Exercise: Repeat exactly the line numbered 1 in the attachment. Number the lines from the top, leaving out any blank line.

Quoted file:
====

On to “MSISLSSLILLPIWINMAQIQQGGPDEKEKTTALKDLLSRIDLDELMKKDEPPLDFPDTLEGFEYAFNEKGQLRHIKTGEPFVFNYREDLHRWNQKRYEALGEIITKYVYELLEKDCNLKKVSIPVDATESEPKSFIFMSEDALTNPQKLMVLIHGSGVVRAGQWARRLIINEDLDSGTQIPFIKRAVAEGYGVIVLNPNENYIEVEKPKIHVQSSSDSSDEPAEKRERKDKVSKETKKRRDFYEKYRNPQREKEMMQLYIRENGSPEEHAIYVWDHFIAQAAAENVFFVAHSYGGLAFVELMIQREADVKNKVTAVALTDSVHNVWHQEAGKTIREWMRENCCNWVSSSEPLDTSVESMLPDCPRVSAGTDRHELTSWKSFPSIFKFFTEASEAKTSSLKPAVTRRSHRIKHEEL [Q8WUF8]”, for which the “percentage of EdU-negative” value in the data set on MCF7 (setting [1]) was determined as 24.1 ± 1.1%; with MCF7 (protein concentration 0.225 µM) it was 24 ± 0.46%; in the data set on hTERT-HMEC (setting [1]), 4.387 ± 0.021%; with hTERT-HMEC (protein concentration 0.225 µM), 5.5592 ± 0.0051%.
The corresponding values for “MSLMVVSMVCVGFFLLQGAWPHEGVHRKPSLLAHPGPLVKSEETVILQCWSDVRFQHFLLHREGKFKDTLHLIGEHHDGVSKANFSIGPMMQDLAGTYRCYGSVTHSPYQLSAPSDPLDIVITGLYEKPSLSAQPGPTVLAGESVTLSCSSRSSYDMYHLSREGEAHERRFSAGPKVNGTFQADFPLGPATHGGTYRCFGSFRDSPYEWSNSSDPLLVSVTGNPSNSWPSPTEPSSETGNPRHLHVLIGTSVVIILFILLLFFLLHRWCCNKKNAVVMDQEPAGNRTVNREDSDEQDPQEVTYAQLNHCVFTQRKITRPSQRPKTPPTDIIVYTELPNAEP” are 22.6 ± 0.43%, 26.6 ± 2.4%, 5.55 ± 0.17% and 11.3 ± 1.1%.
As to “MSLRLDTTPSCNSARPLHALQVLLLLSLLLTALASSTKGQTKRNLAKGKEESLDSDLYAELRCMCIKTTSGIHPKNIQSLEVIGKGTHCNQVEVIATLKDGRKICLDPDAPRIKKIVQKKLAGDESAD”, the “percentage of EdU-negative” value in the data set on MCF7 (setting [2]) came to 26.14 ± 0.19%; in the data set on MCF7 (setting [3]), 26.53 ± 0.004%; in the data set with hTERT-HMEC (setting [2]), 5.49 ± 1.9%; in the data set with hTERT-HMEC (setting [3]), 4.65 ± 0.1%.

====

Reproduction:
On to “MSISLSSLILLPIWINMAQIQQGGPDEKEKTTALKDLLSRIDLDELMKKDEPPLDFPDTLEGFEYAFNEKGQLRHIKTGEPFVFNYREDLHRWNQKRYEALGEIITKYVYELLEKDCNLKKVSIPVDATESEPKSFIFMSEDALTNPQKLMVLIHGSGVVRAGQWARRLIINEDLDSGTQIPFIKRAVAEGYGVIVLNPNENYIEVEKPKIHVQSSSDSSDEPAEKRERKDKVSKETKKRRDFYEKYRNPQREKEMMQLYIRENGSPEEHAIYVWDHFIAQAAAENVFFVAHSYGGLAFVELMIQREADVKNKVTAVALTDSVHNVWHQEAGKTIREWMRENCCNWVSSSEPLDTSVESMLPDCPRVSAGTDRHELTSWKSFPSIFKFFTEASEAKTSSLKPAVTRRSHRIKHEEL [Q8WUF8]”, for which the “percentage of EdU-negative” value in the data set on MCF7 (setting [1]) was determined as 24.1 ± 1.1%; with MCF7 (protein concentration 0.225 µM) it was 24 ± 0.46%; in the data set on hTERT-HMEC (setting [1]), 4.387 ± 0.021%; with hTERT-HMEC (protein concentration 0.225 µM), 5.5592 ± 0.0051%.